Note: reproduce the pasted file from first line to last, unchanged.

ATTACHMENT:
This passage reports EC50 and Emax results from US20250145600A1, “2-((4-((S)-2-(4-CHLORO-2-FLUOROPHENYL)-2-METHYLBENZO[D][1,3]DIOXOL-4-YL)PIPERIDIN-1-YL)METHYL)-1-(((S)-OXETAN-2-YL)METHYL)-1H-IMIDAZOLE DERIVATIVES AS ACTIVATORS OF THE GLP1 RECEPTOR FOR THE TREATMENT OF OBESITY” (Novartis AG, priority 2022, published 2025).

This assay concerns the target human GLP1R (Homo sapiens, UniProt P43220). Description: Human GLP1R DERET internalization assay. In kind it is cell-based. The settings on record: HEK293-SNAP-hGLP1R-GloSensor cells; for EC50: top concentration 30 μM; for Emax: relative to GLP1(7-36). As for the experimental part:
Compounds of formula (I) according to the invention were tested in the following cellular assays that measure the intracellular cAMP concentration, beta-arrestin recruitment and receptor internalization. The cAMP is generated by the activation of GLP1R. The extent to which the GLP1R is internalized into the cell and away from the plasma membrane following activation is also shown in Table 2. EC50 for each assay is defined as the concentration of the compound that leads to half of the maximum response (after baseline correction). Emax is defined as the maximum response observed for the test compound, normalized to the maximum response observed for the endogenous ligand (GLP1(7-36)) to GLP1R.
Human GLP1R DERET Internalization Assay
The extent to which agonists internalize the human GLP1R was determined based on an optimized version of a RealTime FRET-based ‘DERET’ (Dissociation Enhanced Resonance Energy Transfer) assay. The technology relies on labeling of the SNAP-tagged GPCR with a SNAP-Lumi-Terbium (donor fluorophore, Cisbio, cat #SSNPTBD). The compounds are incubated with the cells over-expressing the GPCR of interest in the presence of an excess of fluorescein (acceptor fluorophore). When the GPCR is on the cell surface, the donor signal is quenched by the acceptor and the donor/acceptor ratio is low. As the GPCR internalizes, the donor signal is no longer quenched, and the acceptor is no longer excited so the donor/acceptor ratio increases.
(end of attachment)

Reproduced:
This passage reports EC50 and Emax results from US20250145600A1, “2-((4-((S)-2-(4-CHLORO-2-FLUOROPHENYL)-2-METHYLBENZO[D][1,3]DIOXOL-4-YL)PIPERIDIN-1-YL)METHYL)-1-(((S)-OXETAN-2-YL)METHYL)-1H-IMIDAZOLE DERIVATIVES AS ACTIVATORS OF THE GLP1 RECEPTOR FOR THE TREATMENT OF OBESITY” (Novartis AG, priority 2022, published 2025).

This assay concerns the target human GLP1R (Homo sapiens, UniProt P43220). Description: Human GLP1R DERET internalization assay. In kind it is cell-based. The settings on record: HEK293-SNAP-hGLP1R-GloSensor cells; for EC50: top concentration 30 μM; for Emax: relative to GLP1(7-36). As for the experimental part:
Compounds of formula (I) according to the invention were tested in the following cellular assays that measure the intracellular cAMP concentration, beta-arrestin recruitment and receptor internalization. The cAMP is generated by the activation of GLP1R. The extent to which the GLP1R is internalized into the cell and away from the plasma membrane following activation is also shown in Table 2. EC50 for each assay is defined as the concentration of the compound that leads to half of the maximum response (after baseline correction). Emax is defined as the maximum response observed for the test compound, normalized to the maximum response observed for the endogenous ligand (GLP1(7-36)) to GLP1R.
Human GLP1R DERET Internalization Assay
The extent to which agonists internalize the human GLP1R was determined based on an optimized version of a RealTime FRET-based ‘DERET’ (Dissociation Enhanced Resonance Energy Transfer) assay. The technology relies on labeling of the SNAP-tagged GPCR with a SNAP-Lumi-Terbium (donor fluorophore, Cisbio, cat #SSNPTBD). The compounds are incubated with the cells over-expressing the GPCR of interest in the presence of an excess of fluorescein (acceptor fluorophore). When the GPCR is on the cell surface, the donor signal is quenched by the acceptor and the donor/acceptor ratio is low. As the GPCR internalizes, the donor signal is no longer quenched, and the acceptor is no longer excited so the donor/acceptor ratio increases.